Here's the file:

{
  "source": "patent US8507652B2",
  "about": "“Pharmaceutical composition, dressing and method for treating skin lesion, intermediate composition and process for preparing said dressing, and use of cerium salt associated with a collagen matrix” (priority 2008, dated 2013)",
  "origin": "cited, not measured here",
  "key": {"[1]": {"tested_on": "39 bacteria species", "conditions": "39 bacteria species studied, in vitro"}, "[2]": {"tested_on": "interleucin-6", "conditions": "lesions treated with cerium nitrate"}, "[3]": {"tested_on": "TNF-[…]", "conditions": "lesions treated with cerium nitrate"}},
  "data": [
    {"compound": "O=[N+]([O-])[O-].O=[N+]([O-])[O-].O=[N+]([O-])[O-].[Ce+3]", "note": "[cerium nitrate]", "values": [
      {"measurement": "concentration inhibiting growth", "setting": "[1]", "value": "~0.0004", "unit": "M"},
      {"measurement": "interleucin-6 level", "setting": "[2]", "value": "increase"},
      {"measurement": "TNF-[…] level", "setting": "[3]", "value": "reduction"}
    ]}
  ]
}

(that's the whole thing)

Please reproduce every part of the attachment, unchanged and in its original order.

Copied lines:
{
  "source": "patent US8507652B2",
  "about": "“Pharmaceutical composition, dressing and method for treating skin lesion, intermediate composition and process for preparing said dressing, and use of cerium salt associated with a collagen matrix” (priority 2008, dated 2013)",
  "origin": "cited, not measured here",
  "key": {"[1]": {"tested_on": "39 bacteria species", "conditions": "39 bacteria species studied, in vitro"}, "[2]": {"tested_on": "interleucin-6", "conditions": "lesions treated with cerium nitrate"}, "[3]": {"tested_on": "TNF-[…]", "conditions": "lesions treated with cerium nitrate"}},
  "data": [
    {"compound": "O=[N+]([O-])[O-].O=[N+]([O-])[O-].O=[N+]([O-])[O-].[Ce+3]", "note": "[cerium nitrate]", "values": [
      {"measurement": "concentration inhibiting growth", "setting": "[1]", "value": "~0.0004", "unit": "M"},
      {"measurement": "interleucin-6 level", "setting": "[2]", "value": "increase"},
      {"measurement": "TNF-[…] level", "setting": "[3]", "value": "reduction"}
    ]}
  ]
}